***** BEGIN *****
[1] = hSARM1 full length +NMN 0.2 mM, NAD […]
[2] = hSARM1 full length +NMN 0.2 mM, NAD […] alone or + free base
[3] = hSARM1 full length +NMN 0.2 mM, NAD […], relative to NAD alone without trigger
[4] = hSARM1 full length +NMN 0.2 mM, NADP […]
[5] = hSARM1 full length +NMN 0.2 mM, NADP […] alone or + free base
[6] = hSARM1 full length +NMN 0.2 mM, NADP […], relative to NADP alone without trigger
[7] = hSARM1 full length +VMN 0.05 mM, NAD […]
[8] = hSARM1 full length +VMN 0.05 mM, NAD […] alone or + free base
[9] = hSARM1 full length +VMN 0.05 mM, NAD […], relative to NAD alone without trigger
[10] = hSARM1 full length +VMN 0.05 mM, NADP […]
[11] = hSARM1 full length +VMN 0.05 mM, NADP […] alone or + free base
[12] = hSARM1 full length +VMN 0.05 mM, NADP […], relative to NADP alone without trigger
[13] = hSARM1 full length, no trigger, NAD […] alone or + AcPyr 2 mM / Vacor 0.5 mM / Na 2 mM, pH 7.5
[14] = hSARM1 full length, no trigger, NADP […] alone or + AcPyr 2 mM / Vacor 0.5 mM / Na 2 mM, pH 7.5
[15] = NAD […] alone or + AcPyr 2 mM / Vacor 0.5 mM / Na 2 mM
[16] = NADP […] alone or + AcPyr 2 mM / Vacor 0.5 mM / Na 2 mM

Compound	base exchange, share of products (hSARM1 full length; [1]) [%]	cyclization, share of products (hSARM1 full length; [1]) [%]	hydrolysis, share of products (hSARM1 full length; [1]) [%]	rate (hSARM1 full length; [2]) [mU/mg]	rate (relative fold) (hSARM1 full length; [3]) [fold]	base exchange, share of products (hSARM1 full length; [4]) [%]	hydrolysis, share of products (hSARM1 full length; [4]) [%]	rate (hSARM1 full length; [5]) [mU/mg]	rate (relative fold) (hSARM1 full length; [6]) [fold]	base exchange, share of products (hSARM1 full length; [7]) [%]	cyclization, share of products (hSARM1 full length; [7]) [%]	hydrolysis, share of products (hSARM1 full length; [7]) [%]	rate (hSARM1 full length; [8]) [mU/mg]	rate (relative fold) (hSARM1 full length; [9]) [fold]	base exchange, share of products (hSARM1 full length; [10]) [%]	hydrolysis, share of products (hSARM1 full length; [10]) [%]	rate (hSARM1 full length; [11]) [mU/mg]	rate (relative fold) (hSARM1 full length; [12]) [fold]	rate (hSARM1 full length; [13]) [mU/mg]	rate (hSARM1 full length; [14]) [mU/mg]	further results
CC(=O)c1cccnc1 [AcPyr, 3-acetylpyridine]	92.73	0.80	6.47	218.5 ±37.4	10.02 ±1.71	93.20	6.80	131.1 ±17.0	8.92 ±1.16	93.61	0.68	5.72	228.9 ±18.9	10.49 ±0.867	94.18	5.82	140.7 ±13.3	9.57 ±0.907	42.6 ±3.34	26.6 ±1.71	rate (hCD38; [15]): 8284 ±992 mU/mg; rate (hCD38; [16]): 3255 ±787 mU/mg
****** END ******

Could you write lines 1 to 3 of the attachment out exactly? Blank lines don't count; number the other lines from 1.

[1] = hSARM1 full length +NMN 0.2 mM, NAD […]
[2] = hSARM1 full length +NMN 0.2 mM, NAD […] alone or + free base
[3] = hSARM1 full length +NMN 0.2 mM, NAD […], relative to NAD alone without trigger